Archive for April, 2014

Strategy-based cognitive training has the potential to enhance cognitive performance and spill over to real-life benefit according to a data-driven perspective article by the Center for BrainHealth… Read & Research Alzheimer’s More

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Alzheimer’s Research UK has created a new social media app designed to simulate some of the symptoms experienced by people with dementia. FaceDementia – www.facedementia. Read & Research Alzheimer’s More

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Seafood is rich in PUFAs, which have been shown to be beneficial for brain health. According to new research, not eating enough fish could increase the risk of cognitive decline. Read & Research Alzheimer’s More

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Researchers from Loma Linda University in California found that laughter may reduce neuron damage caused by the ‘stress hormone’ cortisol, therefore improving memory in seniors. Read & Research Alzheimer’s More

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By Vanja Kljajevic, Peter Meyer, Carsten Holzmann, Martin Dyrba, Elisabeth Kasper, Arun L.W. Bokde, Andreas Fellgiebel, Thomas Meindl, Harald Hampel, Stefan Teipel, EDSD study group Abstract: Background: In this multicenter study, we investigated a possible association between the APOE ε4 allele and white matter (WM) integrity in Alzheimer’s disease (AD) using diffusion tensor imaging (DTI).Methods: We analyzed fractional anisotropy (FA) and mean diffusivity (MD) as indices of WM integrity in 70 AD patients (35 APOE Read & Research Alzheimer’s More

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By Richard E. Kennedy, Gary R. Cutter, Lon S. Schneider Abstract: Background: The apolipoprotein E (APOE) ε4 genotype has been recommended as a potential inclusion or exclusion criterion in targeted clinical trials for Alzheimer’s disease (AD) and mild cognitive impairment (MCI) resulting from AD, and has been implemented in trials of immunotherapeutic agents.Methods: We tested this recommendation with clinical trial Read & Research Alzheimer’s More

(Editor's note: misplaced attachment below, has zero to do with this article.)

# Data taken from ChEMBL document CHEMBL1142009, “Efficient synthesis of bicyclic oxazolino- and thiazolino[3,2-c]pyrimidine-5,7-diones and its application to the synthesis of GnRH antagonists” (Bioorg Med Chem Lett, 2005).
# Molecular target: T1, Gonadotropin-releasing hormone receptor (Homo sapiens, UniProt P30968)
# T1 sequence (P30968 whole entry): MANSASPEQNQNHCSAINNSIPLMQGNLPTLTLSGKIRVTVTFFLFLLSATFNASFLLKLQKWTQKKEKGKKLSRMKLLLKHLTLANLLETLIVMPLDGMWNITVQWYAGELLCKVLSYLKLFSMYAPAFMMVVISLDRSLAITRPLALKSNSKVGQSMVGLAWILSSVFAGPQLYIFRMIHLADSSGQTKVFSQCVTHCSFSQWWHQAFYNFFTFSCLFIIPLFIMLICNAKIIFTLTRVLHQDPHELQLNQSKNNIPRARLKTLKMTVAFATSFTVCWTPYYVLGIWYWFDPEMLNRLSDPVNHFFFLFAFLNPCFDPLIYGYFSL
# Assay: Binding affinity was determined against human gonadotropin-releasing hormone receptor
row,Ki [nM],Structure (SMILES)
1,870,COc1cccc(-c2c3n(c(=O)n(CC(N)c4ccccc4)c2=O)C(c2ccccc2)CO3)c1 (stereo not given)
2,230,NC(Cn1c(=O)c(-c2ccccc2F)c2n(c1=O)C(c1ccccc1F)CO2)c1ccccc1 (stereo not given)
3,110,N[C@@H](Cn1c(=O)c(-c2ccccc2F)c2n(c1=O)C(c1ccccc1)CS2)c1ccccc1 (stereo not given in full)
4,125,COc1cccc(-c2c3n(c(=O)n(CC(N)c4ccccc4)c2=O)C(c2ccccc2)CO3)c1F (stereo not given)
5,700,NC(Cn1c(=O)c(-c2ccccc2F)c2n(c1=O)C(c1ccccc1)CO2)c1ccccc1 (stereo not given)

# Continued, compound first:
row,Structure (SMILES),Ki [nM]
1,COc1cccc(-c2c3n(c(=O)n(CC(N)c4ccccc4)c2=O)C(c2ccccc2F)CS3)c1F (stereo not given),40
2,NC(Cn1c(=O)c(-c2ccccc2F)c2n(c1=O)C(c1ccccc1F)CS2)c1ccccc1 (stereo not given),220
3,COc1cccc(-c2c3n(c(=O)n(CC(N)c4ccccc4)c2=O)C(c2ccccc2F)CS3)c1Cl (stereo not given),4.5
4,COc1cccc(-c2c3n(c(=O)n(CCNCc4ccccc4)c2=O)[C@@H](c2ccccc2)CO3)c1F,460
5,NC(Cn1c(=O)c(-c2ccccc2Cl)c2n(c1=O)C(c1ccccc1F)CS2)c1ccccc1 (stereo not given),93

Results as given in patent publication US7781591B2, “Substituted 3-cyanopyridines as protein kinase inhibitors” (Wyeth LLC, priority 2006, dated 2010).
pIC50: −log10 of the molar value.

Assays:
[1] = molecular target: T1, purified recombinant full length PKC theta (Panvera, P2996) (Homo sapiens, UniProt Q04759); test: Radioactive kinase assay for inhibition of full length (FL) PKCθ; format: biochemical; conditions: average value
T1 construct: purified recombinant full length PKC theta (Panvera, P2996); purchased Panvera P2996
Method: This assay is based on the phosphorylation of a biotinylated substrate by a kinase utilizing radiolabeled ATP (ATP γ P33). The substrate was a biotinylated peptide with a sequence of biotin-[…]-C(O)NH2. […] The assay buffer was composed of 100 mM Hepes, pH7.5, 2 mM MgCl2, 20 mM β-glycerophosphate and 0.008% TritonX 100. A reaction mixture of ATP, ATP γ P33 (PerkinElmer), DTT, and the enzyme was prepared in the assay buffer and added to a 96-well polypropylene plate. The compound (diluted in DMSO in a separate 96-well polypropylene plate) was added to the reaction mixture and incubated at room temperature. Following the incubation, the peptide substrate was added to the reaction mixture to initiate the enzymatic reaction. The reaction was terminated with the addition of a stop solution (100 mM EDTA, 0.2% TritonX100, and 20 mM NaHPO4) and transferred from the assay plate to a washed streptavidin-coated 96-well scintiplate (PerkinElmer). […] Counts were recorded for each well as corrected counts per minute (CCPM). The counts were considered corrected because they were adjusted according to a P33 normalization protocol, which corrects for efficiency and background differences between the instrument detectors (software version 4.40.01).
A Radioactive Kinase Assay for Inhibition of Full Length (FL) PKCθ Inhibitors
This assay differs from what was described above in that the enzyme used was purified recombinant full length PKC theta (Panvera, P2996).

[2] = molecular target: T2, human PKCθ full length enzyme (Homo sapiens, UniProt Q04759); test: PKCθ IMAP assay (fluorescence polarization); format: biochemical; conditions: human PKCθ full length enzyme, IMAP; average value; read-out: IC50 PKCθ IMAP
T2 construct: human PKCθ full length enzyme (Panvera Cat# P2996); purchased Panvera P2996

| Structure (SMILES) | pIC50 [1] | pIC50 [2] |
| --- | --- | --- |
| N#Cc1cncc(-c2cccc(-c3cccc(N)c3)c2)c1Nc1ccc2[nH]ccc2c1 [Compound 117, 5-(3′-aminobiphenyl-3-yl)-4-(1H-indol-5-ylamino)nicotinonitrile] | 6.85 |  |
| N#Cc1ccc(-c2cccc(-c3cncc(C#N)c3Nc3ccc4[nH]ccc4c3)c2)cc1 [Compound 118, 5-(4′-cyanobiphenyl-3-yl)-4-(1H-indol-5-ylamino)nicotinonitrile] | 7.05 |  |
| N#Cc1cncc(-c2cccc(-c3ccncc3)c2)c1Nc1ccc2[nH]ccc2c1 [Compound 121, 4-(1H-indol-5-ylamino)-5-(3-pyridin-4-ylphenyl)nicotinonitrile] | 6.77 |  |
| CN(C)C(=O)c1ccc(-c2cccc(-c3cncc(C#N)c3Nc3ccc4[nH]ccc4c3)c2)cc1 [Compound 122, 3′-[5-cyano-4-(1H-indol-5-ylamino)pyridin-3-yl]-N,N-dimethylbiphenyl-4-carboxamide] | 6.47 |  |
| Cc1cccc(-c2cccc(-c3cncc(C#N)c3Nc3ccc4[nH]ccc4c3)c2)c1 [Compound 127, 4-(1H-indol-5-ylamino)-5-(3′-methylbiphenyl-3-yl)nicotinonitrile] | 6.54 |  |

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By David Peterson, Caitlin Munger, Jared Crowley, Chris Corcoran, Carlos Cruchaga, Alison M. Goate, Maria C. Norton, Robert C. Green, Ronald G. Munger, John C.S. Breitner, Kathleen A. Welsh-Bohmer, Constantine Lyketsos, JoAnn Tschanz, John S.K. Kauwe, Alzheimer’s Disease Neuroimaging Initiative Abstract: Background: Single-nucleotide polymorphisms (SNPs) located in the gene encoding the regulatory subunit of the protein phosphatase 2B (PPP3R1, rs1868402) and the microtubule-associated protein tau (MAPT, rs3785883) gene were recently associated with higher cerebrospinal fluid (CSF) tau levels in samples from the Knight Alzheimer’s Disease Research Center at Washington University Read & Research Alzheimer’s More

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By Regina M. Carney, Martin A. Kohli, Brian W. Kunkle, Adam C. Naj, John R. Gilbert, Stephan Züchner, Margaret A. Pericak-Vance Abstract: Background: The Arg406Trp (R406W) missense mutation in the microtubule-associated protein-tau gene (MAPT) is a known cause of early-onset dementia. Various dementia phenotypes have been described, including frontotemporal dementia (FTD), FTD with parkinsonism, and early-onset Alzheimer disease (EOAD)-like presentations.Methods: Using whole-exome capture with subsequent sequencing, we identified the R406W mutation Read & Research Alzheimer’s More

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By Alina Solomon, Tiia Ngandu, Hilkka Soininen, M. Merja Hallikainen, Miia Kivipelto, Tiina Laatikainen Abstract: Background: We investigated dementia and Alzheimer disease (AD) diagnoses in three national registers in Finland: the Hospital Discharge Register (HDR), the Drug Reimbursement Register, and the Causes of Death Register (CDR).Methods: The Cardiovascular Risk Factors, Aging and Dementia (CAIDE) study was used as the gold standard. Participants were first Read & Research Alzheimer’s More

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By Vincentius J.A. Verlinden, Jos N. van der Geest, Albert Hofman, M. Arfan Ikram Abstract: Background: With brain aging, cognition and gait deteriorate in several domains. However, the interrelationship between cognitive and gait domains remains unclear. We investigated the independent associations between cognitive and gait domains in a community-dwelling population.Methods: In the Rotterdam Study, 1232 participants underwent cognitive and gait assessment. Cognitive assessment included Read & Research Alzheimer’s More